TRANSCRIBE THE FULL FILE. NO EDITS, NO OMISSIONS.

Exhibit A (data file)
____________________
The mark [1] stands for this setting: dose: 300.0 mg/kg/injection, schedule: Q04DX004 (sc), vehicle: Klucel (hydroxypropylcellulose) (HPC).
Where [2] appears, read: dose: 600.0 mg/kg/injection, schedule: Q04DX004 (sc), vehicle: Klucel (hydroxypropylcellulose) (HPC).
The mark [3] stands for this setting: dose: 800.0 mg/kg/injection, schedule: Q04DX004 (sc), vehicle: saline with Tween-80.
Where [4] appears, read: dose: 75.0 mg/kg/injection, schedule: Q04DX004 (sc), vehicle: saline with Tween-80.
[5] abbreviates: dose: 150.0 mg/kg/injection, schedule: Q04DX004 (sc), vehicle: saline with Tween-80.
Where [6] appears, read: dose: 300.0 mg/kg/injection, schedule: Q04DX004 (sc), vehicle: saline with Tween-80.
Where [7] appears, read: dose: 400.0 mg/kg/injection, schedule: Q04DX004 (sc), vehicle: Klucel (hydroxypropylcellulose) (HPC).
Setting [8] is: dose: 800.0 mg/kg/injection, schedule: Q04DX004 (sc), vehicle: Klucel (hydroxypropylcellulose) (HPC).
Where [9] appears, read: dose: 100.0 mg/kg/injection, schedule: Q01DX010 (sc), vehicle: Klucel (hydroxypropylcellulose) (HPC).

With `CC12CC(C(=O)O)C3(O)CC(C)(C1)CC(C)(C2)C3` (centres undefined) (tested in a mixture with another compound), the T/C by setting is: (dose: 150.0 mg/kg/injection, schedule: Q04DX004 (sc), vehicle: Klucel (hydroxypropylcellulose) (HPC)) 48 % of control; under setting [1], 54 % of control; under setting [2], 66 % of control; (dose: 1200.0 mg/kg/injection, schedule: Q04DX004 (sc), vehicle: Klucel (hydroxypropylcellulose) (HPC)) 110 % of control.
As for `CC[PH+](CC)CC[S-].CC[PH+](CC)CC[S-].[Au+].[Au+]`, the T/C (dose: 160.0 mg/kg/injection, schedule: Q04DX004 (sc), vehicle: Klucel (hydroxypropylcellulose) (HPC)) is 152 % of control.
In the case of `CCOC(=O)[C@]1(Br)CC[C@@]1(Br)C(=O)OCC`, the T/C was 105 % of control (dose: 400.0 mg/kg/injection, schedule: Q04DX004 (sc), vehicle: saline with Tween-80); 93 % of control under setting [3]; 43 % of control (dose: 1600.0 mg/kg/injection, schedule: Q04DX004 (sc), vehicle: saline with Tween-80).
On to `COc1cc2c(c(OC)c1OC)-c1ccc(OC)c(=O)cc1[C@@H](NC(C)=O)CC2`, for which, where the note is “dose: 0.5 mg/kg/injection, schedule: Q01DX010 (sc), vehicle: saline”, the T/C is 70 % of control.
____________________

The mark [1] stands for this setting: dose: 300.0 mg/kg/injection, schedule: Q04DX004 (sc), vehicle: Klucel (hydroxypropylcellulose) (HPC).
Where [2] appears, read: dose: 600.0 mg/kg/injection, schedule: Q04DX004 (sc), vehicle: Klucel (hydroxypropylcellulose) (HPC).
The mark [3] stands for this setting: dose: 800.0 mg/kg/injection, schedule: Q04DX004 (sc), vehicle: saline with Tween-80.
Where [4] appears, read: dose: 75.0 mg/kg/injection, schedule: Q04DX004 (sc), vehicle: saline with Tween-80.
[5] abbreviates: dose: 150.0 mg/kg/injection, schedule: Q04DX004 (sc), vehicle: saline with Tween-80.
Where [6] appears, read: dose: 300.0 mg/kg/injection, schedule: Q04DX004 (sc), vehicle: saline with Tween-80.
Where [7] appears, read: dose: 400.0 mg/kg/injection, schedule: Q04DX004 (sc), vehicle: Klucel (hydroxypropylcellulose) (HPC).
Setting [8] is: dose: 800.0 mg/kg/injection, schedule: Q04DX004 (sc), vehicle: Klucel (hydroxypropylcellulose) (HPC).
Where [9] appears, read: dose: 100.0 mg/kg/injection, schedule: Q01DX010 (sc), vehicle: Klucel (hydroxypropylcellulose) (HPC).

With `CC12CC(C(=O)O)C3(O)CC(C)(C1)CC(C)(C2)C3` (centres undefined) (tested in a mixture with another compound), the T/C by setting is: (dose: 150.0 mg/kg/injection, schedule: Q04DX004 (sc), vehicle: Klucel (hydroxypropylcellulose) (HPC)) 48 % of control; under setting [1], 54 % of control; under setting [2], 66 % of control; (dose: 1200.0 mg/kg/injection, schedule: Q04DX004 (sc), vehicle: Klucel (hydroxypropylcellulose) (HPC)) 110 % of control.
As for `CC[PH+](CC)CC[S-].CC[PH+](CC)CC[S-].[Au+].[Au+]`, the T/C (dose: 160.0 mg/kg/injection, schedule: Q04DX004 (sc), vehicle: Klucel (hydroxypropylcellulose) (HPC)) is 152 % of control.
In the case of `CCOC(=O)[C@]1(Br)CC[C@@]1(Br)C(=O)OCC`, the T/C was 105 % of control (dose: 400.0 mg/kg/injection, schedule: Q04DX004 (sc), vehicle: saline with Tween-80); 93 % of control under setting [3]; 43 % of control (dose: 1600.0 mg/kg/injection, schedule: Q04DX004 (sc), vehicle: saline with Tween-80).
On to `COc1cc2c(c(OC)c1OC)-c1ccc(OC)c(=O)cc1[C@@H](NC(C)=O)CC2`, for which, where the note is “dose: 0.5 mg/kg/injection, schedule: Q01DX010 (sc), vehicle: saline”, the T/C is 70 % of control.